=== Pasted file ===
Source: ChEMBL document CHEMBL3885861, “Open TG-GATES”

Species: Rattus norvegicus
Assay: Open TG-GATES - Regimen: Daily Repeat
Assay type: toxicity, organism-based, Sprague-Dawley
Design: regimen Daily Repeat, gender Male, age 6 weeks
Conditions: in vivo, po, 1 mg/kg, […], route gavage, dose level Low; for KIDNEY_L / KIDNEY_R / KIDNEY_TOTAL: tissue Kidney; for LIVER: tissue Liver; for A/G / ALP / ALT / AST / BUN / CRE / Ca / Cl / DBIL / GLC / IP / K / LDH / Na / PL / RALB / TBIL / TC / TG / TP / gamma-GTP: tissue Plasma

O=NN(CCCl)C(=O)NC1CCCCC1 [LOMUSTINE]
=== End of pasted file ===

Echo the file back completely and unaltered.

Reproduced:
Source: ChEMBL document CHEMBL3885861, “Open TG-GATES”

Species: Rattus norvegicus
Assay: Open TG-GATES - Regimen: Daily Repeat
Assay type: toxicity, organism-based, Sprague-Dawley
Design: regimen Daily Repeat, gender Male, age 6 weeks
Conditions: in vivo, po, 1 mg/kg, […], route gavage, dose level Low; for KIDNEY_L / KIDNEY_R / KIDNEY_TOTAL: tissue Kidney; for LIVER: tissue Liver; for A/G / ALP / ALT / AST / BUN / CRE / Ca / Cl / DBIL / GLC / IP / K / LDH / Na / PL / RALB / TBIL / TC / TG / TP / gamma-GTP: tissue Plasma

O=NN(CCCl)C(=O)NC1CCCCC1 [LOMUSTINE]